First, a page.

Last week during the nominations announcement for the second
edition of the Premios Platino of Iberoamerican Cinema, the organizers brought
together a stellar lineup of talent to let the press know which films made it
to the final list of nominees. Among them was Mexican actress Kate del
Castillo, who is one of the most prominent Latin American stars working both in
the U.S. and back home today. While she had been a recurrent face in numerous shows
and films, Del Castillo became a household name among the U.S. Latino community
thanks to films like “Under the Same Moon” and TV series like “La Reina del
Non-Spanish speaking audiences were also able to witness her
skills in popular TV shows like “Weeds” and more recently voicing a character in
the animated feature “The Book of Life.” Her eclectic career has allowed her to
take risks and often step out of familiar roles to take on something unexpected
like the horror film “Visitantes,” released in Mexico last year.
Due to her important place as a trailblazer paving the way
for Latinos, and Iberoamericans in general (a term that includes Spain and
Portugal) within the entertainment industry, Kate del Castillo will have the honor of presenting Antonio Banderas with a special award for his
multiple achievements throughout his career.
We sat down with Del Castillo to talk about what the Premios
Platino are and why they are needed, her multiple upcoming projects, and her dream
of being part of a film screening at the Cannes Film Festival some day.
Aguilar: There are many national film awards across Latin America and the Iberian peninsula already, but do you believe the Premios Platino come to fill a void in the region? If so, what’s that void?
Kate Del Castillo: They
come to fill a void that in all honesty had taken to long to filled. It was about time. With need unity among us, all Iberoamericans, which doesn’t yet exist – that’s the void. It’s incredible, we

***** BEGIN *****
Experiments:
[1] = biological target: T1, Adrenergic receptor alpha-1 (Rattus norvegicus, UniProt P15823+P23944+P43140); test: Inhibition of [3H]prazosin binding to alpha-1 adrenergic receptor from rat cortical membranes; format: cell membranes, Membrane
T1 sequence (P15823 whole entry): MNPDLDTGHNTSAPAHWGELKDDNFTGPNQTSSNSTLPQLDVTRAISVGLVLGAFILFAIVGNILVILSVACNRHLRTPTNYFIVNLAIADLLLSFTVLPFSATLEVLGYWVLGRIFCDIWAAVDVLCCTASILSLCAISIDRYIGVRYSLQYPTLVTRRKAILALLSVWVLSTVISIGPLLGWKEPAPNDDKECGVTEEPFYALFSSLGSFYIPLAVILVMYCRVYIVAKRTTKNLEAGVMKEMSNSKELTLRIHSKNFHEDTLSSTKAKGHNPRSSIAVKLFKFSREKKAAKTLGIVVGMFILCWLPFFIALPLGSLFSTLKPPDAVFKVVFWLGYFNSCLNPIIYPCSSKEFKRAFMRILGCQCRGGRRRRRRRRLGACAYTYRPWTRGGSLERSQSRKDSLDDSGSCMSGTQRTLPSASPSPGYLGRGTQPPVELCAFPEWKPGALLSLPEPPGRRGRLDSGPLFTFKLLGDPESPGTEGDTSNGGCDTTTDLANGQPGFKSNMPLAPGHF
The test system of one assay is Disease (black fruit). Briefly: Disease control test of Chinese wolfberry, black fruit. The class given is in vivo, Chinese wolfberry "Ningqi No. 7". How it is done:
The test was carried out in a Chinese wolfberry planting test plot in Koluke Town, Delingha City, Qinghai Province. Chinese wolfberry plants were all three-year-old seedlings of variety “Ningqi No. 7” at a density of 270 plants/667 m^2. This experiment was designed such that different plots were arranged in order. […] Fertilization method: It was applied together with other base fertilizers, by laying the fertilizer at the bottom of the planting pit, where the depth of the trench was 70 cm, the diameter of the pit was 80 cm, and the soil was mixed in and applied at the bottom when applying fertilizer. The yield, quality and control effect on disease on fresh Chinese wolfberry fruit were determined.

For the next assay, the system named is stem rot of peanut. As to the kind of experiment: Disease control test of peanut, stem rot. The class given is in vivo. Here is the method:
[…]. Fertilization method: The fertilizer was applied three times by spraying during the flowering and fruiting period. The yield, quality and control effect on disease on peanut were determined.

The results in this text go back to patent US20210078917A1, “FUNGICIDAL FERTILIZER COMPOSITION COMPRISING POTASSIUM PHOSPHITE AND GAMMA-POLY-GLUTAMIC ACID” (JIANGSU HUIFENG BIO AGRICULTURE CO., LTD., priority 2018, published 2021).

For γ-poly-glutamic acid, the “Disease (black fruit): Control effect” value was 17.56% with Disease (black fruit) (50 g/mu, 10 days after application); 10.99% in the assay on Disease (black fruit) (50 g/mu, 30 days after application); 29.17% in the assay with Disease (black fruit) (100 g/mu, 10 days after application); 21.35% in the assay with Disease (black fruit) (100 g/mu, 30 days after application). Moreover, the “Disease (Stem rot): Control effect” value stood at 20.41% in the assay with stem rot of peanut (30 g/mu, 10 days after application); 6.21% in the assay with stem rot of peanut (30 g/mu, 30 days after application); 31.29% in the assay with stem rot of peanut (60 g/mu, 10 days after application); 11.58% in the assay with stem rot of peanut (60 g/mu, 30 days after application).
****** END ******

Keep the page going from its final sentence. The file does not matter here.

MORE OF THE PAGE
want to advance and see progress individually and that can’t be done. We can’t get out of the
hole if we don’t help each other out. We have to support one another, and support
platforms like this. I believe Premios Platino is a gigantic platform to start
fostering this unity.
Aguilar: One could
argue that it’s hard for Iberoamerican films to be successful in the U.S
because of the language barrier, but these films also have a hard time getting
exposure in their own countries and countries that share the same language.
Kate Del Castillo: That’s
what’s incredible and it’s because we are often “malinchistas.” We don’t support our
own cinema, our homegrown talent, and not only the cinema of our individual
countries, but we also don’t support the cinema of other Iberoamerican countries.
We usually prefer to go see American blockbusters, which is not to say they are
bad or that we shouldn’t support them, but I believe that all of us, specially exhibitors, should support our cinema and make them a priority on the screens.
Aguilar: We need to
see our own stories and be interested in the. Right?
Kate Del Castillo: Absolutely,
there is so much talent in our countries.It’s a terrible thing to make films that
are never seen or experienced by audiences. Often times nobody knows about
them, even though they are great films. They are not promoted and that’s really sad.
worked extensively both in Mexico and the U.S., and you’ve achieved great
success in Hollywood. What would you say is the main difference between the two
Kate Del Castillo: Neither
of them is better than the other from my point of view, but clearly one has
more money than the other because it has much more support. In Mexico we need
much more support, but really a lot more, from the government. Sadly the
Mexican government has never cared for cinema, and cinema is the window to the
world. Therefore, what the rest of the world knows about Mexico is what they
see on films and the bad news they see on TV. We need to make films
that are worthy of who we really are as Mexicans. We also need to make cinema
that reflects the diversity in the region, so that Americans and Europeans know who Mexicans
are, who Salvadorians are, who Cubans are, etc. We need to do it now, and all
we really need is support because we have the talent.
Aguilar: Unfortunately, sometimes when talent from the region finds success in the U.S or other markets they stop working in their native language and they rarely go back to make films in their homelands. However, you’ve found a balance between the two sides in your career.